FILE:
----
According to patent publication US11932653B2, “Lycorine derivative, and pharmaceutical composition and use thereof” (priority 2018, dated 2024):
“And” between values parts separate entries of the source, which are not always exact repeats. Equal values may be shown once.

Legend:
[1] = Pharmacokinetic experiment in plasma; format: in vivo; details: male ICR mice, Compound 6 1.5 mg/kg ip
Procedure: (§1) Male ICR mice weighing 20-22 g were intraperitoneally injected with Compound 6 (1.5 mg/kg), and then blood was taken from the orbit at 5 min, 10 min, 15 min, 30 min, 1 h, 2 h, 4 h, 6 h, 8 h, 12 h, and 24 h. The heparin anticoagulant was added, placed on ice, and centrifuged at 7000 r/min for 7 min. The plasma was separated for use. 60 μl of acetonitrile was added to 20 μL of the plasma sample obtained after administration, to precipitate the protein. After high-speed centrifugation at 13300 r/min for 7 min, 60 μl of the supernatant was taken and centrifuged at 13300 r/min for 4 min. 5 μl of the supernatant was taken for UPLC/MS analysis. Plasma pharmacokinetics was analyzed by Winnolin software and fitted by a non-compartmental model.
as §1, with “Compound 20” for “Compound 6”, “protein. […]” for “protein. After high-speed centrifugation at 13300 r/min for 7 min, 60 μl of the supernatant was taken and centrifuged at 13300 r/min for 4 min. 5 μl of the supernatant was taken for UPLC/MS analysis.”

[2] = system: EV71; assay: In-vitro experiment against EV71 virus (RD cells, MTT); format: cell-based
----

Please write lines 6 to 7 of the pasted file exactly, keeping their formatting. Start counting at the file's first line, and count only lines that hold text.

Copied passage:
as §1, with “Compound 20” for “Compound 6”, “protein. […]” for “protein. After high-speed centrifugation at 13300 r/min for 7 min, 60 μl of the supernatant was taken and centrifuged at 13300 r/min for 4 min. 5 μl of the supernatant was taken for UPLC/MS analysis.”

[2] = system: EV71; assay: In-vitro experiment against EV71 virus (RD cells, MTT); format: cell-based